August 21st, 2011
My son is four. He is at an inquisitive age.
“Mom, which of these drawings do you like the best?”
“Oh, I don’t know. I guess the middle one.”
This is the way our conversations go these days.
He is a curious person and is trying to make sense of the world. Even when the world doesn’t always make sense.
“We eat some fish because they are mean. Other fish are nice so we keep them as pets.”
“Um, well… Not exactly.”
The other night, I was putting him to bed. We were doing that parent-child thing of trying to express the enormity of our love for each other.
“I love you to the moon and back again,” I said.
“I love you to infinity and beyond,” he said.
“I love you longer than forever,” I said.
He became thoughtful.
“Mommy, you can’t love me after you die.”
I smiled, pleased to have an opportunity to teach him something about the nature of love.
“That’s the amazing thing about love. My love for you is so strong it will live longer than me. You will feel it inside of you for the rest of your life, even if I’m not here.”
He grew earnest.
“But your heart will stop beating when you die. You can’t have love without a heart.”
“Love doesn’t just live in my heart. My love for you will continue on in your heart.”
Then he burst into tears and threw his arms around my neck.
“Mommy, I don’t want to be the little boy whose mommy died.”
I embraced him, stunned into silence. I looked for words of comfort.
Cancer has stolen the easy assurances I gave my girls when they were his age and coming to terms with death.
My children have no illusions about the mortal dangers of cancer after losing their uncle to it two years before my own diagnosis. Parental death is also within reach of their imagination. They know their own father was only three when he lost his father to a different disease.
Death, once they can envision it, is not just something other people have to deal with. Consolation becomes harder to summon.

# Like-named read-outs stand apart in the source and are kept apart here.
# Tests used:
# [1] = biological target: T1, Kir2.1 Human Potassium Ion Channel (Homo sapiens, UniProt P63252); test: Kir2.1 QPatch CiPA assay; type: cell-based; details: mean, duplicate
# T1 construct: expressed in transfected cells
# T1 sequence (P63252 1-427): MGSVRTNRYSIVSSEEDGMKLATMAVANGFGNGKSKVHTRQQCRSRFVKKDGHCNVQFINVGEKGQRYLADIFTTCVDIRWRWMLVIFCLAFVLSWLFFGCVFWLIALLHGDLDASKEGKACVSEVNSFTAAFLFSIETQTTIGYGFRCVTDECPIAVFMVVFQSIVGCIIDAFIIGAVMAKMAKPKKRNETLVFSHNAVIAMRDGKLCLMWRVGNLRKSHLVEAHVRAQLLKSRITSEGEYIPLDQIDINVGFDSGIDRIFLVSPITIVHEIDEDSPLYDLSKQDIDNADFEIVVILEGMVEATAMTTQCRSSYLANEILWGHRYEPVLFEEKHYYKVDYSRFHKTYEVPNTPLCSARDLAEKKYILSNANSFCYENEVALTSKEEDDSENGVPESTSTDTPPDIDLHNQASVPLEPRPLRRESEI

But I did.
“You know how I exercise to make my body strong?”
“You run a lot,” he said enthusiastically.
“Yes. I do that because it makes my body strong so I can be here for you. I do everything I can to keep that cancer away. Do you remember how sick the chemo made me?”
“Yes,” he said.
“Do you know when I felt tired of taking that yukky medicine, do you know what I would think about? I would think about how I need to be here to help you grow up. I would think about how much I want to see you become a young man. And how much I want to see your sisters become young women. And then I would take the medicine again.”
I paused and then asked a question he has heard a hundred times.
“What’s my most important job?”
“Taking care of me and my sisters.”
“YES! I will do anything to do that job and to keep doing that job. You are my most important job ever. I love you THAT much.”
He took in my words and we had a long snuggle as he drifted off to sleep.
Later that night, a heard a small fist knocking on my bedroom door.
It was my son, once again in tears.
“Mommy, I’m scared of the dark.”
I let him in my bed and calmed him down. We held each other and fell asleep.
Because sometimes, that’s the only solace you can give.
This entry was posted on Sunday, August 21st, 2011 at 5:24 pm and is filed under Survivorship. You can follow any responses to this entry through the RSS 2.0 feed. You can leave a response, or trackback from your own site.